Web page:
Through the relocation of specialized units from Mönchengladbach to Rorschacherberg, the Rorschacherberg facility has become a 100% dedicated center for aviation and aerospace, known as the ATCC (Aerospace and Turbine Competence Center).
In this way, the Starrag Group has placed another important cornerstone for the future of the Rorschacherberg facility. Rainer Hungerbühler, Director of Sales for Aerospace & Turbines, describes the new structure and specialization scope that has developed within Starrag in Switzerland in an exclusive interview for SMM.
Starrag AG focuses its activities in the aviation and aerospace industry at the Rorschacherberg facility. What does this mean?
Rainer Hungerbühler: Essentially, the scope of our competencies at the Aerospace Competence Center in Rorschacherberg is straightforward to define. Through our manufacturing technologies, we focus on six groups of components that are strategically significant in the aviation and aerospace industry. Specifically, these are rotors, rotors with integrated blades (blisks), turbine blades, housings for drive mechanisms, as well as structural parts made of titanium and aluminum.
It is for these components that we develop and continually optimize our technological and manufacturing solutions. Our specialization is thus clear. On the other hand, the production strategies required for this are complex and technology-dependent. Our focus on aviation and aerospace, combined with our high technological standards and production experience, is, in my opinion, a unique asset for the Rorschacherberg facility.
Could you specify this further?
The Aerospace Competence Center is the result of the consistent development of our existing range of competencies. Our focus on the aviation and aerospace industry has continually evolved over the past decades. We have an excellent position in 5-axis simultaneous machining of difficult-to-cut components, as well as in machining structural parts (aluminum and titanium).
Our technology implementation center – ATCC (Aerospace and Turbines Competence Center) – with an area of approximately 2000 m2, is equipped with the latest 5-axis machining centers of the NB, LX, and STC types, which can produce various flow surfaces and complex structural components.
Specific assembly areas from the Mönchengladbach facility were relocated to other facilities, and here in Rorschacherberg, “Ecospeed” products are now assembled. Could you tell us more about this?
The assembly of Ecospeed was moved to Rorschacherberg to centralize our production solutions in the aviation and aerospace field. I would like to emphasize that only the assembly of specific product types was relocated to Mönchengladbach. In Mönchengladbach, we still handle design, development, service, as well as retrofitting with a workforce of 120 employees. We already had production solutions for structural parts in place here. With Ecospeed, we can showcase solutions for very large structural components to our aviation and aerospace customers on-site. Ecospeed is an excellent addition to our range of competencies in aviation and aerospace technologies at ATCC.
Does this have implications for the types of turbines you produce components for, with a keyword being steam turbines?
Materials used in steam turbines are easier to machine because these materials are typically used at lower temperatures. Our machines are designed for high-efficiency machining of components from difficult-to-cut materials. When it comes to machining steam turbine components, we focus on the high efficiency of our solutions.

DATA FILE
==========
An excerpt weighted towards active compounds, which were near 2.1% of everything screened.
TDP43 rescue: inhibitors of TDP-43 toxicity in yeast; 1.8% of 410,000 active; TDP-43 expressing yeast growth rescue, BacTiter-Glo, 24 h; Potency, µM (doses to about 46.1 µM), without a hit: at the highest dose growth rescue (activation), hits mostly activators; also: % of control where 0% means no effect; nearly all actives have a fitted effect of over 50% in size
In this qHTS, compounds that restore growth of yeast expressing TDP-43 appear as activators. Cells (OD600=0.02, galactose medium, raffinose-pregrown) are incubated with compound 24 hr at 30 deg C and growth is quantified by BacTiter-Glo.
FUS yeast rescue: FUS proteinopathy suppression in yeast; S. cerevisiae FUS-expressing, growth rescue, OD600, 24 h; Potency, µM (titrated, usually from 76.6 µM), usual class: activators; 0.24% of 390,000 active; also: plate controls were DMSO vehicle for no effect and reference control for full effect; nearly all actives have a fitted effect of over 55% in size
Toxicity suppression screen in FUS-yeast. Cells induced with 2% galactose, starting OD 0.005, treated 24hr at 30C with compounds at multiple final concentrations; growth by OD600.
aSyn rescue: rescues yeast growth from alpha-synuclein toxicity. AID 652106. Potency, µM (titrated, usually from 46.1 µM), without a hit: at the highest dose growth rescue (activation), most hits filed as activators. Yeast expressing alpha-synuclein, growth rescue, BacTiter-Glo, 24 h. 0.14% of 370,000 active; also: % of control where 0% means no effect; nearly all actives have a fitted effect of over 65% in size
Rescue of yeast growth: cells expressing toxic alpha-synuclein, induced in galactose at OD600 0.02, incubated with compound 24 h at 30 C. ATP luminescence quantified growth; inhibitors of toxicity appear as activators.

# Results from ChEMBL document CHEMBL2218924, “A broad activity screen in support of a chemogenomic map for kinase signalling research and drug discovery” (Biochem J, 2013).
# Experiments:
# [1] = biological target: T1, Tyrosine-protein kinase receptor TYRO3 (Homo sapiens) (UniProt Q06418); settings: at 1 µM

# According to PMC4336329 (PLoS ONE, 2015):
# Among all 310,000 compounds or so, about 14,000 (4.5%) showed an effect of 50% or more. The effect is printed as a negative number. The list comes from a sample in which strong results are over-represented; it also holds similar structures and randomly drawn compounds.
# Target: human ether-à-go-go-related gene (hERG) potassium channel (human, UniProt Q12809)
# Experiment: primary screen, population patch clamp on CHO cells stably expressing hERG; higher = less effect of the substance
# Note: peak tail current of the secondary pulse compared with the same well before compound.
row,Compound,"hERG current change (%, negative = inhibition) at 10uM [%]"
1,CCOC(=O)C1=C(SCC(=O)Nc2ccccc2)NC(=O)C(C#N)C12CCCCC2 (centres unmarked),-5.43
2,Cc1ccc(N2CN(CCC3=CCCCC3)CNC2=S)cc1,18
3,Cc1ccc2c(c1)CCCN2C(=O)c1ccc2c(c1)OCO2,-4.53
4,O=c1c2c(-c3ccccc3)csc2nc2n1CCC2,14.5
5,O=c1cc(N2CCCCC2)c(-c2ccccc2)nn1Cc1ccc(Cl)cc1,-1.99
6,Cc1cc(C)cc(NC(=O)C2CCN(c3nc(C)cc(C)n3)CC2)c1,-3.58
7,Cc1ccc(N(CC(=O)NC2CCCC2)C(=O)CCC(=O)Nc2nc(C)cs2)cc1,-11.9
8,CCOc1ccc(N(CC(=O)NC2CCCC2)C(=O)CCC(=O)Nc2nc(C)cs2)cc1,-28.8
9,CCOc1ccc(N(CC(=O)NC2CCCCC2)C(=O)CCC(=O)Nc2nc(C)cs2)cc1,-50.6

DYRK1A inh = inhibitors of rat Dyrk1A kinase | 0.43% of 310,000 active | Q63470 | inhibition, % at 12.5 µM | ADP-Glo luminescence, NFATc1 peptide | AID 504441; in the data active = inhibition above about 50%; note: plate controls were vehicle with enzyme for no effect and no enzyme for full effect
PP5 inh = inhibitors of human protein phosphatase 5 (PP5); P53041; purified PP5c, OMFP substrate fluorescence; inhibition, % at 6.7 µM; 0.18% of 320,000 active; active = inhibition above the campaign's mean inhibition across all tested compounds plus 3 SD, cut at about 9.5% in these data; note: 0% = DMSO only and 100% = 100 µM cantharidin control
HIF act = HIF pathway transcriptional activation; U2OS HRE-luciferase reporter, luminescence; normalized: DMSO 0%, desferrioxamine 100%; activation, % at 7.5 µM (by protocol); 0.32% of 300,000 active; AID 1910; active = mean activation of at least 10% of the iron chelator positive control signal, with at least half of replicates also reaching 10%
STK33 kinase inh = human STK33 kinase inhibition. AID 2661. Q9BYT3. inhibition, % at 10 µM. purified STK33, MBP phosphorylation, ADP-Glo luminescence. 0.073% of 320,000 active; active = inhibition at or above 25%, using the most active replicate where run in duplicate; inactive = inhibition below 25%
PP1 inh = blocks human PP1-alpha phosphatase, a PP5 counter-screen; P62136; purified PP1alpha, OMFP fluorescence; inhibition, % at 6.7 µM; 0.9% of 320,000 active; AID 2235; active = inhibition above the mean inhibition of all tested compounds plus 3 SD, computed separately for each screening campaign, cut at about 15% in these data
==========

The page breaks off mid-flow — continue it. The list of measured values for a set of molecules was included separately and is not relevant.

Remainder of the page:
However, gas turbines also use components made of Inconel alloy. That’s correct, but in the energy sector, there is currently less investment, which also has an impact on the demand for production solutions. Therefore, most of our machining capacity is currently dedicated to aviation and aerospace projects. In the energy sector, we are correspondingly less active at ATCC. Nevertheless, gas turbine manufacturers also integrate blades in gas turbines because it enhances their efficiency. Integrated blades offer optimization potential and enable designs with lower inertial masses, allowing for more cost-effective gas turbine starts and stops.
Could you explain specifically what technology sectors you have expertise in?
Our primary know-how lies in the development and construction of high-performance machining centers for the aforementioned industries. That’s our foundation. Additionally, we have expertise in the entire process, from tools and CAM software for single and multi-blade tools to automation, clamping techniques, and fixture construction, including measurement strategies. When a customer approaches us to produce a new component, we can develop a complete production strategy together, from tool edge design to manipulator. Our CAM software is also geared toward developing optimal milling strategies for flow components.
With your relatively large machine park at ATCC, how is it used?
Generally, at ATCC, we develop production strategies for our customers. Due to our significant production capacity, in specific cases, we can also take over part of the production from our customers in a short time. What does this mean: when a customer orders a new machining center, we can develop the production process at our facility and start producing components.
After delivering the new machine, we provide our customer with all the components and CAM data, so their new machining center can start producing quality parts as quickly as possible. This is a significant advantage, especially for very complex structural components.
Why is it so important for a machine tool manufacturer to focus on a specific area like aviation and aerospace, and what are the challenges in this field?
The reason we have such a strong position in aviation and aerospace today is due to our competence in this area. In aerospace technology, the most complex components are manufactured, and they cannot be produced without specially designed machine tools. For this reason, we developed, for example, our extremely slim, forked milling head, which was designed to meet specific production requirements. As I mentioned earlier, we specialize in producing the six components mentioned above for aviation and aerospace. Our goal is to provide the most productive solution at the lowest unit costs. That is our strategy.